Wear Motorcycle Helmets? That’s a good question!

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Motorcyclists are always evaluating the use of motorcycle helmets. Is this simply a matter of preference or are there significant issues to be considered?

A friend of mine (Bill) has chosen to ride with a helmet, or at times without a helmet. He says it depends upon riding conditions for him. One day he was on a two lane road, traveling about 50mph when a tractor trailer truck pulled out from the right side of the street to go the same direction. His thought was to maintain his speed and simply pass the truck. [Which, most likely could be done.] Unfortunately the truck driver did not have enough room for the turn, and stopped dead still, crossing both lanes. Bill was now approaching the truck too fast and too close to stop safely. He tried breaking hard but immediately knew he was facing the side of the trailer head-on. With quick thinking he laid his Harley on the side and slid under the trailer and on down the road a couple hundred feet. Relaying his story to me, he was flat on his back, feet first, with his arms spread out and his head bopping on the highway. When all was finished he gave credit to God for helping him and praised his destroyed helmet for saving his life. [Plus, the leather jacket and gloves that had taken the tears in place of him.] My friend only suffered from some sore muscles and hurt pride. But, it brings up the subject of helmet safety.

In the KSL-TV News of South Jordan, the Police Chief (Dan Pearson) is likewise teaching people that motorcycle helmets save lives, after losing three friends to motorcycle accidents in two years. All three suffered from head injuries and none were wearing motorcycle helmets. Then, the police chief himself was involved in an accident on highway 89 North of Afton, Wyoming. A truck towing a horse trailer had passed him and pulled in front of him, hitting the front of his motorcycle with the spare tire mounted on the back. Dan was thrown off his bike, landing headfirst. He says, “This injury would have been a fatal blow if I hadn’t had the helmet on.” Dan suffered from bruises and a few broken bones.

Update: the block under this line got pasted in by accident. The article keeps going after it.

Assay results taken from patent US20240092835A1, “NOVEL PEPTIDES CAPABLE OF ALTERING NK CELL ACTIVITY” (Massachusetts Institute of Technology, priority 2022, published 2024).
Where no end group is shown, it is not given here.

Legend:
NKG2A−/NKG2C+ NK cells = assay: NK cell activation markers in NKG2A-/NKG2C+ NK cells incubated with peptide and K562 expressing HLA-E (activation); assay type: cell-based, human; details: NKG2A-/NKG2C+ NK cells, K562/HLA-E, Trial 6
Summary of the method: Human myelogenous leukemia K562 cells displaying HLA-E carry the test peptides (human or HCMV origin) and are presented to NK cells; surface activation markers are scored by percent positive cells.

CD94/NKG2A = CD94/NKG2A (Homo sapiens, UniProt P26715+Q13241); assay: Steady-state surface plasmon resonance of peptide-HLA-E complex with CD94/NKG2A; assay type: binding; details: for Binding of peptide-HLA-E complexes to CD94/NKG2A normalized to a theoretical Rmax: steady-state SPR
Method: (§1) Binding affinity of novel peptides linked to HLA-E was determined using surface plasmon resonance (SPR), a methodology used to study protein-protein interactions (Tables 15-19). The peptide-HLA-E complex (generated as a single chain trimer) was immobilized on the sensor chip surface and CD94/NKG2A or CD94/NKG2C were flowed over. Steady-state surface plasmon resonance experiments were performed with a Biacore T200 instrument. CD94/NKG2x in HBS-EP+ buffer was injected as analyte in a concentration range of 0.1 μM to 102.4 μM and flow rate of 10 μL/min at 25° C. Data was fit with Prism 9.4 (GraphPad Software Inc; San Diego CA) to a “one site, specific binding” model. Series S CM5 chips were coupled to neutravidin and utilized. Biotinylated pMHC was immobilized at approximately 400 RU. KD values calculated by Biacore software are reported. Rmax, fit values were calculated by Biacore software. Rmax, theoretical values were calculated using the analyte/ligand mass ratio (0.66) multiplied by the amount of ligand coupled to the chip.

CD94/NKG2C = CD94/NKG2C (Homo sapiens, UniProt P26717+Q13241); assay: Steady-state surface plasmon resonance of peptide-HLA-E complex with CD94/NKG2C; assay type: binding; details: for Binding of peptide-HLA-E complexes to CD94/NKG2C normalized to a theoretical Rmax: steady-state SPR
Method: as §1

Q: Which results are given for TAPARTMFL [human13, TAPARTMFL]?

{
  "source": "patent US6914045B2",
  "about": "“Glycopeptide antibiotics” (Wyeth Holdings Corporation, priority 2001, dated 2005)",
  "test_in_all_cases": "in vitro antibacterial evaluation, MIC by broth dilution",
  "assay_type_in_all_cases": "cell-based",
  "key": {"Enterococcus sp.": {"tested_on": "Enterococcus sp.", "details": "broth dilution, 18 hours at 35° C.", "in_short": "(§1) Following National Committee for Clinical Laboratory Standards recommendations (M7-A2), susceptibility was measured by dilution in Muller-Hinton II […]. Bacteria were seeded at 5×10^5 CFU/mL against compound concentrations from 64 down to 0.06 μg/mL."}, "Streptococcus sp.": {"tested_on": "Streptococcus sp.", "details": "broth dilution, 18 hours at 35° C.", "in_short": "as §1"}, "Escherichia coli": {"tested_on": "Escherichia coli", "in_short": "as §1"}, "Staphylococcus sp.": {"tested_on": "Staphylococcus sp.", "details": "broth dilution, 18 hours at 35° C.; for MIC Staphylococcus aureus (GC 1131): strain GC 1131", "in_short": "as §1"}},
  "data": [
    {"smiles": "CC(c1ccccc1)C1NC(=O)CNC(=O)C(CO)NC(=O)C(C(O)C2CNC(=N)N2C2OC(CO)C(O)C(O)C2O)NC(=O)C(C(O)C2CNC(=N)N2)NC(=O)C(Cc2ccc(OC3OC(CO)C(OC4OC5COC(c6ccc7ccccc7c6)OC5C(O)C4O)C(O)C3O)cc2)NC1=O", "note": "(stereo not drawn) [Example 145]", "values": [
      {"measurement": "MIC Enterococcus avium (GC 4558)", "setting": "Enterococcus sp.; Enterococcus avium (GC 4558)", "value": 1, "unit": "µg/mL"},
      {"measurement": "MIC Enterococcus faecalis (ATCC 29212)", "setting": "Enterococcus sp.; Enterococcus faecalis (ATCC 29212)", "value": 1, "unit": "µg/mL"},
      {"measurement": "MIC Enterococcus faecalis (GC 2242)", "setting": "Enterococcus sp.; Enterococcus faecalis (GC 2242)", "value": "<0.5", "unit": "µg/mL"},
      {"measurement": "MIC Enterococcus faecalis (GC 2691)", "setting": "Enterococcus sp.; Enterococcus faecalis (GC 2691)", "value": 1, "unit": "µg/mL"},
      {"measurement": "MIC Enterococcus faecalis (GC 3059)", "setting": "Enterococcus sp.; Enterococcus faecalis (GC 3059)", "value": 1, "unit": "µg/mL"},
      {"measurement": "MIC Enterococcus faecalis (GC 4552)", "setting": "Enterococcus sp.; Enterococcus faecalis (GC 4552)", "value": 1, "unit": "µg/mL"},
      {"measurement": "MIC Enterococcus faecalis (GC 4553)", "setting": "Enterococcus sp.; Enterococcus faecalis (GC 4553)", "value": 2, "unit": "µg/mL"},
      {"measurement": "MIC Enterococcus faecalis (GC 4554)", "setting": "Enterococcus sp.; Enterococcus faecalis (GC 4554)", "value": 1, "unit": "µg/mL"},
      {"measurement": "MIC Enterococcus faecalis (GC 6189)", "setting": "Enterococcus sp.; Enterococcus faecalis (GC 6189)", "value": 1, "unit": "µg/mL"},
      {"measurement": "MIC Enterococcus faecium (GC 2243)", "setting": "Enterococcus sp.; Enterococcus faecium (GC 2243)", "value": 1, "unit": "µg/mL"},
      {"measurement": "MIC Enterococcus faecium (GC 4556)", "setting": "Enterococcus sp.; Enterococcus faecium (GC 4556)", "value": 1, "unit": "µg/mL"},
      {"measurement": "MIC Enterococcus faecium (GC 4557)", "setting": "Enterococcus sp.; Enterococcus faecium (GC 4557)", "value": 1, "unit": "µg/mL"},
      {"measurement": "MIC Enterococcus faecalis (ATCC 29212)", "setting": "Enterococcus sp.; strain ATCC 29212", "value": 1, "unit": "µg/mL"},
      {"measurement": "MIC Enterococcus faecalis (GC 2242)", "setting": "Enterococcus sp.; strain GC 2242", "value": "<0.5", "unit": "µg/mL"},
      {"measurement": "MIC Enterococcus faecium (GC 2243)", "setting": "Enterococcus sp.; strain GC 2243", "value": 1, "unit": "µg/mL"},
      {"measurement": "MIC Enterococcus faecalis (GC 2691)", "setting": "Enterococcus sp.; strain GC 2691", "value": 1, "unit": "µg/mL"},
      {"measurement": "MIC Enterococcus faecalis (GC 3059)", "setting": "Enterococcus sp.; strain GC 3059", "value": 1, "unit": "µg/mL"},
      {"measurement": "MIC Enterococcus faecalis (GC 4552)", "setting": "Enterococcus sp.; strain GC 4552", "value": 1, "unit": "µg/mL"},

The National Highway Traffic Safety Administration reports that motorcyclists survive a crash and receive less serious injuries when wearing a helmet. They report that at least 600 people are saved each year.

One question that is asked, “motorcycle helmets might protect your brain but can it increase your chances of a broken neck?” Dr. Michael Yorgason, a surgeon at Montana Orthopedics and Sport Medicine, states that the findings from medical literature shows: “autopsy studies done after fatal motorcycle accidents have shown that neck injuries and fractures are equally likely, whether you are wearing a helmet or not.” Yet, most medical reports support the use of motorcycle helmets. They believe that the helmet generally decreases the risk of head and brain injury significantly and surmise that wearing them does not increase your risk of neck injury.

An Italian study concluded that a helmet decreased injury by 66%. A Thailand study found that after making motorcycle helmets mandatory, head injuries decreased by 41% in 2 years. Now, in Kentucky, a study revealed that brain injury increased by 4.3 times when not wearing a helmet.

In an article written by Jonathan P. Goldstein, PhD., titled “The Effects of Motorcycle Helmet Use on the Probability of Fatality and the Severity of Head and Neck Injuries.” He concludes that there are a number of variables in a study that puts the study in question. Major differences are held concerning helmet use or non-helmet use. Normal results compare death and injury rates are two and three times greater for non-helmet riders and increases in occurrence rates in repeal years that vary from 19% to 63%. On one side: the helmet verses the non-helmet study fails to consider these two classes of riders. Stating that helmet riders are more cautious by nature. One, they drive slower, thus have slower speeds in crash situations. Two, they are less likely to have an accident. Three, helmet wearers are less likely to drink and drive (alcohol or use of drugs). These behavior changes dramatically reduce a riders risk.

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